Planning for Housing: Government to bring 'more transparency' to developer contributions

The government will aim to bring more transparency and certainty into the developer contributions process when it announces its position on the issue next month, a Department for Communities and Local Government (DCLG) official said today.

Planning for Housing: conference examined key issues facing the sector
Planning for Housing: conference examined key issues facing the sector

Harriet Fisher, policy team leader at the DCLG, told the Planning for Housing conference that the government’s preferred approach on the future of developer contributions would be to "try and speed up decision-making and create more certainty about the contributions developers will be expected to make".

The use of viability assessments is "adding complexity and uncertainty" to the planning process, she said, "leading to delays and reduced contributions to infrastructure and affordable housing."

Fisher confirmed that the government is still intending to make an announcement on its response to the review of the CommunityInfrastructure Levy (CIL) in next month’s autumn budget.

Fisher's comments come as communities secretary Sajid Javid told the Conservative Party conference that the government would need to be "smarter" about capturing land value uplift, and that the viability assessment system lacks transparency.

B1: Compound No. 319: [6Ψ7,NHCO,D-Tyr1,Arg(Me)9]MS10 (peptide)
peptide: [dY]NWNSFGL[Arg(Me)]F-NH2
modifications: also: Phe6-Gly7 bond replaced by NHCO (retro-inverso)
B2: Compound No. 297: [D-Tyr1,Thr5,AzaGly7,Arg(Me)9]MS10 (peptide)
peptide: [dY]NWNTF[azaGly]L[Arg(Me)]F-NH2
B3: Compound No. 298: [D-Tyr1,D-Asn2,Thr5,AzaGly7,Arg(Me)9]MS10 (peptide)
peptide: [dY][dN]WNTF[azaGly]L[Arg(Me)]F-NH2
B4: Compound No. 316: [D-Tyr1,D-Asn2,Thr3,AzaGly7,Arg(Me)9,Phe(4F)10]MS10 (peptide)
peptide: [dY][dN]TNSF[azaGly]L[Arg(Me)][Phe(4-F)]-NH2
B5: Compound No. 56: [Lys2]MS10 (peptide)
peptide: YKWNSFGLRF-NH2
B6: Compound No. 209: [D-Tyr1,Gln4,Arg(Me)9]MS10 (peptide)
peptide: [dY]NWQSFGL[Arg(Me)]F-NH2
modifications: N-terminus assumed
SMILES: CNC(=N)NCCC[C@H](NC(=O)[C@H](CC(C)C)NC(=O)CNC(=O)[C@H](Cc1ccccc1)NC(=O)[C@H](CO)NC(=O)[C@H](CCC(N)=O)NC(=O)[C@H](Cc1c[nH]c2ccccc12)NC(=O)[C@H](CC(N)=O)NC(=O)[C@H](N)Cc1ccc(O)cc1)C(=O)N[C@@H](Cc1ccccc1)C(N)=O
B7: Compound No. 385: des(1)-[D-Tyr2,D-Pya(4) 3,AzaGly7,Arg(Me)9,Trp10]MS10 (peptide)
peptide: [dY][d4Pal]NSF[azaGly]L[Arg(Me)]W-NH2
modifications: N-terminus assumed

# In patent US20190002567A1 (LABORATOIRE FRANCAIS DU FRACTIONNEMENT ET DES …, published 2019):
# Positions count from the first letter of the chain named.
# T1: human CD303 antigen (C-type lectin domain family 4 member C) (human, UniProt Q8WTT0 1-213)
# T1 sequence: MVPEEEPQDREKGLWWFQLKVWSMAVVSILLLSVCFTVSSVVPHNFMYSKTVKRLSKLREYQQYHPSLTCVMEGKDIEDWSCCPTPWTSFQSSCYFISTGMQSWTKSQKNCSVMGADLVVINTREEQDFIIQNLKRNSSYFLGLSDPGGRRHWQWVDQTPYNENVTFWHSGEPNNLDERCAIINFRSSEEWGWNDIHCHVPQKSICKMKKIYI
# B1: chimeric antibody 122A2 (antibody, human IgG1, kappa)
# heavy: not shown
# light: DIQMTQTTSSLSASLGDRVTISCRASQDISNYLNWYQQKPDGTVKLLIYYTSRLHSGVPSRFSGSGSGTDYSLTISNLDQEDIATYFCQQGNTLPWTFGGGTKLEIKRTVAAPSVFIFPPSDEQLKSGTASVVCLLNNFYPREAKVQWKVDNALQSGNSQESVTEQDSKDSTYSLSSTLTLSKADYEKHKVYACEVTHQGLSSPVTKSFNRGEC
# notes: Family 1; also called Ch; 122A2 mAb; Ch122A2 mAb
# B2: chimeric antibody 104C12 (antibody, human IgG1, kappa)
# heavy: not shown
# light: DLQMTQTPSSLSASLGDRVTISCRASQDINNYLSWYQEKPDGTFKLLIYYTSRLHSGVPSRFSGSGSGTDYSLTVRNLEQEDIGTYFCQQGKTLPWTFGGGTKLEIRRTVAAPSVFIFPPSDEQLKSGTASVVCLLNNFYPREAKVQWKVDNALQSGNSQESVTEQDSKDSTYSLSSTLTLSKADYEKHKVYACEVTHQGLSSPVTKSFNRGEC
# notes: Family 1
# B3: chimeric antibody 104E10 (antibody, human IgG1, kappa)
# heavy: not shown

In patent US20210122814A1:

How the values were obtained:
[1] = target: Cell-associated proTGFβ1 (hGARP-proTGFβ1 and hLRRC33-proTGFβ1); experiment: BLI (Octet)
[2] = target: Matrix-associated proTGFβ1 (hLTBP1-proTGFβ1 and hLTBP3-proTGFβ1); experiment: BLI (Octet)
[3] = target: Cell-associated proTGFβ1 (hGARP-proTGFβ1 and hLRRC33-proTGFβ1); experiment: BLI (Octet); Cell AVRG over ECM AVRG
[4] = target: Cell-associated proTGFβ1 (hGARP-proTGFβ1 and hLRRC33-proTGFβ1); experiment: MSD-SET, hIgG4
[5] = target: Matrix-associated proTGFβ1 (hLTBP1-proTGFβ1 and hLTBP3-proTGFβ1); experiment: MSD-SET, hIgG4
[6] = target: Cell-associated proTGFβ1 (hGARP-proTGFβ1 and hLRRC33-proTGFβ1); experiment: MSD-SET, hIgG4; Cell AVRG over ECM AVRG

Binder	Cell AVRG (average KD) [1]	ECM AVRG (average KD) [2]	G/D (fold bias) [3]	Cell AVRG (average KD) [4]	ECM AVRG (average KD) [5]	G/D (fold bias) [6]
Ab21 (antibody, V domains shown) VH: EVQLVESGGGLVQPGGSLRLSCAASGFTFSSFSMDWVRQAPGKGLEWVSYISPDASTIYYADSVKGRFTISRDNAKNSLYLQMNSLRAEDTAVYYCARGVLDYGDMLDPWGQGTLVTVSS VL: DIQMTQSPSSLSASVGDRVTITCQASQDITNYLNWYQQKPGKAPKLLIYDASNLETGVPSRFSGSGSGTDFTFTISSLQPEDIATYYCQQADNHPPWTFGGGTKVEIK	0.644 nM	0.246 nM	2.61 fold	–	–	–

Iain Gilbey, partner at law firm Pinsent Masons, suggested to the Planning for Housing conference that a local infrastructure tariff, as recommended in the CIL review, would be a welcome change in terms of providing a "top slice" of funding for infrastructure, without affecting viability or reducing the funds available for affordable housing.

He suggested that this had been the initial objective of the CIL system, but that rates in London and the South East "had got very high, very quickly".

Gilbey told the conference that the growing influence of international capital in the housing industry means that any reform of developer contributions should avoid skewing the reward-risk balance too far towards the risk side for developers.

Warning against taking an "isolationist" approach, Gilbey said: "If the government shifts the risk-reward balance too far toward the risk side, there is the danger that international capital might choose to flow into the Eurozone or other high-value areas of the world."


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